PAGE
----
The problem is, it’s all wasted time and effort. Every time I thought I knew my kids limits, they’ve surpassed them and more. If you would like some examples please read on;

October 2015. The kids are 4, 6 and 8 and we hike up Snowdon for the first time. It takes us 9 hours up the PYG track and down the Miners. There is no carrying, no crying and nothing but good spirits and excitement. The furthest they’ve walked before today is 3/4s of a mile around the rather flat Gratham Water. Tomorrow they’ll hike the Mynffordd Track up Cadair Idris and our family love affair with the mountains begin.

cropped-cropped-west-highland-way-116111.jpgApril 2017. The West Highland Way. I plan the trip to last 12 Days, each one spent hiking for approximately 8 miles. The kids will carry as little as possible, maybe their water bottles, a few snacks, a teddy and their waterproofs in the unlikely event they aren’t wearing them.
We complete the trail in 9 1/2 days, including an almost 13 miler on the penultimate day. The kids carry their own sleeping bags, as well as the stuff I had planned on and Ev carries a full 25l rucksack over 100 miles by the time you add on travel days. Isaac is 5 and hiked every single step.

snow

Easter 2018. Glyndwrs Way. I plan for good, if a little damp trail conditions, cool temperatures and the potential for sunshine, warming days but potentially cold overnight. We aim for 12 miles a day to complete the trail in the time we have.
What we get is a corridor of ankle deep mud, persistent drizzle and a cold wind. We can’t find any rhythm to our hiking due to the constant slipping and sliding. We manage 10 miles on day one and nearly 15 on day two. We wake up on the next morning covered by 3 feet of snow. The kids are excited to press on. We lose the trail in zero visibility. We are cold and wet, the tent is soaked from the previous night and there is no where to get dry. The forecast is for more rain and snow overnight. I make the decision to call it off. Now the children cry, they want to keep going. In the hardest hiking conditions I have ever encountered, they are loving it.

October 2018. Isle of Wight Coastal Path. We have 9 days to do 68 miles (on paper) We travel light. We can pick up food most days. The kids carry all their own stuff (except tent and stove which we all share). We finish the trail in 5 days covering 78 miles (according to the GPS), averaging 15 a day but including two 18 mile sections. The kids are amazing, even on the never ending road walking of day 1.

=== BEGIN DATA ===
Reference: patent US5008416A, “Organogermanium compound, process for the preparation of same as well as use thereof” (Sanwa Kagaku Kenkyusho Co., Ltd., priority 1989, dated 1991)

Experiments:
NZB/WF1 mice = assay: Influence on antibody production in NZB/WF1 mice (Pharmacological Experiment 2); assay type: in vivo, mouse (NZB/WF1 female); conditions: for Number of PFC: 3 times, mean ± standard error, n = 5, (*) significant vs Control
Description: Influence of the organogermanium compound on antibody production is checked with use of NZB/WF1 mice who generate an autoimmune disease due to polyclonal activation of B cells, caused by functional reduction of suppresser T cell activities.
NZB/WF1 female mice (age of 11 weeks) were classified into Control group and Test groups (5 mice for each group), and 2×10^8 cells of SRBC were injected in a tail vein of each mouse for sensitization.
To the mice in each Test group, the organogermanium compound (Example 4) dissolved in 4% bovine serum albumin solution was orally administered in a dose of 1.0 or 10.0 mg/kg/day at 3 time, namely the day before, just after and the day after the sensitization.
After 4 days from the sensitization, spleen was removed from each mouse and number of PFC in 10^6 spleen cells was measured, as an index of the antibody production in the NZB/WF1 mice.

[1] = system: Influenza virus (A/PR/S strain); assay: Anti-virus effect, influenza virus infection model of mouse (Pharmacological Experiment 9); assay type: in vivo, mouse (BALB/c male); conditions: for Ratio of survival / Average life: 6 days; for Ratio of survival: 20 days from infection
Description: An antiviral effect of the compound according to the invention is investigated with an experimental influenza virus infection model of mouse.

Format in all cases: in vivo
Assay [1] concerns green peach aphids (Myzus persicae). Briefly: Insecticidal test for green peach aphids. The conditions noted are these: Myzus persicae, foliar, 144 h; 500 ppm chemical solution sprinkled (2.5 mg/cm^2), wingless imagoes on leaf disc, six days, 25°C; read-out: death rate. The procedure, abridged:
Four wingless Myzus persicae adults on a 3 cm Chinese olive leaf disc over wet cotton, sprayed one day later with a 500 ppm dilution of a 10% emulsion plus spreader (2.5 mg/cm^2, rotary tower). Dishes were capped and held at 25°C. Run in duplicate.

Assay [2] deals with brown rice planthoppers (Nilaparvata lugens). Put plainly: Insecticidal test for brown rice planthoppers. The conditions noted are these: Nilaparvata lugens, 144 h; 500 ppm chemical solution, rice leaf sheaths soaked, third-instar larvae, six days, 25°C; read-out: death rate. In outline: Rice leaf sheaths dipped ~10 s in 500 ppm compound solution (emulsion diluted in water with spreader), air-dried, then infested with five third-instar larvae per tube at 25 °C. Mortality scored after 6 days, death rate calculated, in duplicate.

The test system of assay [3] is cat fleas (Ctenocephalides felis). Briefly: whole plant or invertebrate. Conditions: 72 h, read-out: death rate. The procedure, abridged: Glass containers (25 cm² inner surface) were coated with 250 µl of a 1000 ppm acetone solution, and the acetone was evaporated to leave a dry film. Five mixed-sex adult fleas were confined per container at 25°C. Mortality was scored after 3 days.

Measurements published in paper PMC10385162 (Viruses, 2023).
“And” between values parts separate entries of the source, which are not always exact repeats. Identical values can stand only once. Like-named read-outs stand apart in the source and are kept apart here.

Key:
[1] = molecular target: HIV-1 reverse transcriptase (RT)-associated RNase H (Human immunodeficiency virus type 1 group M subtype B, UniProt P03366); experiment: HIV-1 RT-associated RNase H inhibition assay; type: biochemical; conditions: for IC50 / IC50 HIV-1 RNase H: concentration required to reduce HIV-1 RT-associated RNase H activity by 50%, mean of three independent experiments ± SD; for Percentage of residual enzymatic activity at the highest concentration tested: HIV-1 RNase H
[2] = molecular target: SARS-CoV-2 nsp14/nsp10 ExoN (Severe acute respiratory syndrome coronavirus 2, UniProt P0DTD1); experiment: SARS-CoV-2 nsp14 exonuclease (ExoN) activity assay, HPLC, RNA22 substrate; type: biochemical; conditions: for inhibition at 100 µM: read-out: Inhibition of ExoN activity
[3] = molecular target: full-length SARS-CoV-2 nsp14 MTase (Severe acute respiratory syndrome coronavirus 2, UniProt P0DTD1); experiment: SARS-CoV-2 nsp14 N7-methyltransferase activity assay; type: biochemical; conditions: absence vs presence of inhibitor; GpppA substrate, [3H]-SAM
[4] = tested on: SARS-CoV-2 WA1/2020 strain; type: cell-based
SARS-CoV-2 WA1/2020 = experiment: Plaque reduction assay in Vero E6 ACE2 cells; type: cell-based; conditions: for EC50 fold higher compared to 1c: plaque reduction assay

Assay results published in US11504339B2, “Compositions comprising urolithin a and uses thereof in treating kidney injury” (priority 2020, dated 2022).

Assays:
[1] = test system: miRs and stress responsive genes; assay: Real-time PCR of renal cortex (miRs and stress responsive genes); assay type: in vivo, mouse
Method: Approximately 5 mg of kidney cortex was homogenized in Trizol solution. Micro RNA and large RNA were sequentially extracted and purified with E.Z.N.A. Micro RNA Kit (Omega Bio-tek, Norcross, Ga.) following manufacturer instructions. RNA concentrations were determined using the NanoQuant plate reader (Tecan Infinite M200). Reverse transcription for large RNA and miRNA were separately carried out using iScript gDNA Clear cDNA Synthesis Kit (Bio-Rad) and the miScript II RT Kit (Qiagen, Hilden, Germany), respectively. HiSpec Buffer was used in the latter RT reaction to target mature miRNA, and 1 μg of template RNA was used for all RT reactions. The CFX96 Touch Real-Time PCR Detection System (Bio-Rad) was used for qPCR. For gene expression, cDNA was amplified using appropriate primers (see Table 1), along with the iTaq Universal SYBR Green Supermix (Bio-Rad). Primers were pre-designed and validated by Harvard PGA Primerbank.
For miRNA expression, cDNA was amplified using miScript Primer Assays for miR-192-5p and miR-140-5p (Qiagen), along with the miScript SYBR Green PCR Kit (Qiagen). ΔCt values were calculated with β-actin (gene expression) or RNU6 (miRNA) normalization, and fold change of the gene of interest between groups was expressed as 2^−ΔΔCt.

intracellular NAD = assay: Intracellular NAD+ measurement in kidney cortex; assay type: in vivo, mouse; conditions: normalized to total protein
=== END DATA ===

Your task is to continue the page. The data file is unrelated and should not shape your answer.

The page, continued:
I suppose what I’m getting at is that whatever challenge we give them, they rise to it. They never cease to amaze me and while there is some sense in “knowing their limits”, surely it’s better to be constantly surprised by their determination, capability and adaptability and embrace it wholeheartedly.  After all, they are the biggest adventure.

Review: Xero Shoes Terraflex

I bought this product with whatever money I had left after the kids had been fed, clothed and sheltered.
The opinions expressed in the post are my own.
*There are affiliate links in this post which will earn us a small commission if purchase these shoes.

Back in the summer I was in the market for some new trail shoes. I like to hike in trail runners rather than a heavier boot, especially in the summer, and while some of our American hiker friends don’t bother buying “waterproof” shoes, I’ve always looked for something that will keep the water out.  To be honest, when you have size 13 feet, the choice of shoe in my budget is rather limited, there’s plenty of choice in the budget range and a bit more in the high end but little around the £60 – £100 mark which for me is a real investment. I ended up with a choice between 2 well known brands but I’ve had well known brands let me down plenty of times in the past.

A couple of days later I stumbled upon a Facebook post from Xero Shoes which pricked my interest. Barefoot/Minimalist trail runners might work for a hiking shoe. But they’re over in the states and won’t have my size. Not only did they have a UK online store but they also carried my size, and in my budget. I made a decision. If I’m risking £80 of my hard earned cash on shoes, I’d rather give it to this smaller company thats doing things a little different than another global behemoth. Two days after ordering they were on my feet.

First impressions were great, really comfy, good fit and looked great. Having read a little about going to minimalist footwear I knew I shouldn’t go out and hike around the Isle of Wight first time. So I started with a few shorter hikes, an overnight hiking trip with my daughter and other than a little extra soreness in my calfs, they were really good and coped with the lowland, Isle of Wight terrain.

Time for a test. We hiked a 20 odd mile loop in the Brecon Beacons including a climb up Pen y Fan and again they performed really, really well. And when the rain came and my feet got wet, they dried out in no time. Another benefit, which may be from the shoes or could be from some weight loss was a lack of the usual knee pain I suffer from while coming down a mountain. I’m no scientist but something was improved.

Over the rest of the summer they have become my shoe of choice for everything except work and so when we decided on our last big trip of the year, I was always going to wear them for hiking around this little island. So how did these shoes cope on a 78 mile hike on mixed terrain at the end of October.


Xero Shoes

TerraFlex Trail Running and Hiking Shoe

XeroShoes UK